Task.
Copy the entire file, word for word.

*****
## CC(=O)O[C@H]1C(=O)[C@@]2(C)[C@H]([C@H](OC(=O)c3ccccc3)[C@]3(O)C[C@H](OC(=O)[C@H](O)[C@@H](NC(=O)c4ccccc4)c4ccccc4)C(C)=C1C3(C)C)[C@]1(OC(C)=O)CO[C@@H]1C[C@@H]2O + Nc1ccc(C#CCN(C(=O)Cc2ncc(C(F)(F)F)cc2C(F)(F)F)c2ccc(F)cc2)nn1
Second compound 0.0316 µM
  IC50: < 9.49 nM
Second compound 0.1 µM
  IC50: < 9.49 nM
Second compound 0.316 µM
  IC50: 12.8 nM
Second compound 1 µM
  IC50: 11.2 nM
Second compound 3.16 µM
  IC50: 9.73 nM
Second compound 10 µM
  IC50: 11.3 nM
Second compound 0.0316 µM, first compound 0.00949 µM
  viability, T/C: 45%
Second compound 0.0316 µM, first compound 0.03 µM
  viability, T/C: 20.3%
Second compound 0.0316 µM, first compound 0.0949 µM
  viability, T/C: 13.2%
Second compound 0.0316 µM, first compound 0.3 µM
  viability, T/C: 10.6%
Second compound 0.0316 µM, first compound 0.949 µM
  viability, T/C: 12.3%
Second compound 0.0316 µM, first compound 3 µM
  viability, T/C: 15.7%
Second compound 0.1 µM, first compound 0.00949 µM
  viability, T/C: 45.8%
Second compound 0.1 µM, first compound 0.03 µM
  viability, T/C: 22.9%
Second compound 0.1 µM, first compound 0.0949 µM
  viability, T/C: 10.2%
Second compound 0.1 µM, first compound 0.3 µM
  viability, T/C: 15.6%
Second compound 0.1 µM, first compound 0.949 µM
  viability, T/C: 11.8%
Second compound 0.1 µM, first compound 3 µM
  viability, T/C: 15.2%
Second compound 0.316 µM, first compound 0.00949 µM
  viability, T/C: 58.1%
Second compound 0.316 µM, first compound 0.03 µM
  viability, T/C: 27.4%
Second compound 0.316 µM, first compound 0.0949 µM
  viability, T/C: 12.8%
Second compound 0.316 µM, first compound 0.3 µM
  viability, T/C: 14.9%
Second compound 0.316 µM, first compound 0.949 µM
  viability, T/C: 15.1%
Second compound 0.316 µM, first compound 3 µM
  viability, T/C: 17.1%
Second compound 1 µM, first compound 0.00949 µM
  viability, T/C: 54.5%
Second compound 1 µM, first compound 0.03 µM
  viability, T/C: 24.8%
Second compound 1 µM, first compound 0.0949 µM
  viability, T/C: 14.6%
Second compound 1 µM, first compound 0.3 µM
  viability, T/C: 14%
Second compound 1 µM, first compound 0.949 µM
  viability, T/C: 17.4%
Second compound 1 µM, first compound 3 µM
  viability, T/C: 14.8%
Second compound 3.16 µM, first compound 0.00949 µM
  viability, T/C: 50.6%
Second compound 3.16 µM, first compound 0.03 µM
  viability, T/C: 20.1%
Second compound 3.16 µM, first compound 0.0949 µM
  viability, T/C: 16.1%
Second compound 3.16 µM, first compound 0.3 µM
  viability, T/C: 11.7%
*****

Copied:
## CC(=O)O[C@H]1C(=O)[C@@]2(C)[C@H]([C@H](OC(=O)c3ccccc3)[C@]3(O)C[C@H](OC(=O)[C@H](O)[C@@H](NC(=O)c4ccccc4)c4ccccc4)C(C)=C1C3(C)C)[C@]1(OC(C)=O)CO[C@@H]1C[C@@H]2O + Nc1ccc(C#CCN(C(=O)Cc2ncc(C(F)(F)F)cc2C(F)(F)F)c2ccc(F)cc2)nn1
Second compound 0.0316 µM
  IC50: < 9.49 nM
Second compound 0.1 µM
  IC50: < 9.49 nM
Second compound 0.316 µM
  IC50: 12.8 nM
Second compound 1 µM
  IC50: 11.2 nM
Second compound 3.16 µM
  IC50: 9.73 nM
Second compound 10 µM
  IC50: 11.3 nM
Second compound 0.0316 µM, first compound 0.00949 µM
  viability, T/C: 45%
Second compound 0.0316 µM, first compound 0.03 µM
  viability, T/C: 20.3%
Second compound 0.0316 µM, first compound 0.0949 µM
  viability, T/C: 13.2%
Second compound 0.0316 µM, first compound 0.3 µM
  viability, T/C: 10.6%
Second compound 0.0316 µM, first compound 0.949 µM
  viability, T/C: 12.3%
Second compound 0.0316 µM, first compound 3 µM
  viability, T/C: 15.7%
Second compound 0.1 µM, first compound 0.00949 µM
  viability, T/C: 45.8%
Second compound 0.1 µM, first compound 0.03 µM
  viability, T/C: 22.9%
Second compound 0.1 µM, first compound 0.0949 µM
  viability, T/C: 10.2%
Second compound 0.1 µM, first compound 0.3 µM
  viability, T/C: 15.6%
Second compound 0.1 µM, first compound 0.949 µM
  viability, T/C: 11.8%
Second compound 0.1 µM, first compound 3 µM
  viability, T/C: 15.2%
Second compound 0.316 µM, first compound 0.00949 µM
  viability, T/C: 58.1%
Second compound 0.316 µM, first compound 0.03 µM
  viability, T/C: 27.4%
Second compound 0.316 µM, first compound 0.0949 µM
  viability, T/C: 12.8%
Second compound 0.316 µM, first compound 0.3 µM
  viability, T/C: 14.9%
Second compound 0.316 µM, first compound 0.949 µM
  viability, T/C: 15.1%
Second compound 0.316 µM, first compound 3 µM
  viability, T/C: 17.1%
Second compound 1 µM, first compound 0.00949 µM
  viability, T/C: 54.5%
Second compound 1 µM, first compound 0.03 µM
  viability, T/C: 24.8%
Second compound 1 µM, first compound 0.0949 µM
  viability, T/C: 14.6%
Second compound 1 µM, first compound 0.3 µM
  viability, T/C: 14%
Second compound 1 µM, first compound 0.949 µM
  viability, T/C: 17.4%
Second compound 1 µM, first compound 3 µM
  viability, T/C: 14.8%
Second compound 3.16 µM, first compound 0.00949 µM
  viability, T/C: 50.6%
Second compound 3.16 µM, first compound 0.03 µM
  viability, T/C: 20.1%
Second compound 3.16 µM, first compound 0.0949 µM
  viability, T/C: 16.1%
Second compound 3.16 µM, first compound 0.3 µM
  viability, T/C: 11.7%